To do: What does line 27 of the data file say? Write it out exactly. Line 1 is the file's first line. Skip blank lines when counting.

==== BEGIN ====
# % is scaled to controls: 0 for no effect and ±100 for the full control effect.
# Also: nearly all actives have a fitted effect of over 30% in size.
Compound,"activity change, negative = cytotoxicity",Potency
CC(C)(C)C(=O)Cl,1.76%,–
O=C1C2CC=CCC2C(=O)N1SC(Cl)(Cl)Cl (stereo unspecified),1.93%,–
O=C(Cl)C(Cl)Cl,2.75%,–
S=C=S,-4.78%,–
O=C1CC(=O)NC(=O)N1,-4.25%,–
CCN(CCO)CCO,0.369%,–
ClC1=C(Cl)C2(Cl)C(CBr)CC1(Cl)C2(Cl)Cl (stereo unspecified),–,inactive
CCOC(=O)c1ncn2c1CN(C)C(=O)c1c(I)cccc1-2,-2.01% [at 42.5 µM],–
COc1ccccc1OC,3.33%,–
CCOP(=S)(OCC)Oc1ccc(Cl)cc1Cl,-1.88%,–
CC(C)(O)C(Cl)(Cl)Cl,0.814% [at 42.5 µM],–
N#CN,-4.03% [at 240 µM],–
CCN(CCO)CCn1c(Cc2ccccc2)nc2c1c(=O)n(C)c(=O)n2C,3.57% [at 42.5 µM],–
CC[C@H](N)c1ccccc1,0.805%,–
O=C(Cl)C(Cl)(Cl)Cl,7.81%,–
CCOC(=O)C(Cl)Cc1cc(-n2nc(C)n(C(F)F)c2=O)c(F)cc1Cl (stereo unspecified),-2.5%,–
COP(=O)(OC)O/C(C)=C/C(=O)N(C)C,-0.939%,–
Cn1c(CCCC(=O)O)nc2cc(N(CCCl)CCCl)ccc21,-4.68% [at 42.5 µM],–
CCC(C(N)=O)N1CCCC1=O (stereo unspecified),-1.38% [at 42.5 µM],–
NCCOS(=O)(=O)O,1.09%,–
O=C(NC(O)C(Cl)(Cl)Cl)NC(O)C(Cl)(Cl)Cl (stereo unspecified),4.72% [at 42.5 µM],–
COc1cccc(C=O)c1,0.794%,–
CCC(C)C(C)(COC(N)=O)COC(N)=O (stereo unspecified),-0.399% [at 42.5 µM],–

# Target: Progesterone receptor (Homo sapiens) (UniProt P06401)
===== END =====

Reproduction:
# Target: Progesterone receptor (Homo sapiens) (UniProt P06401)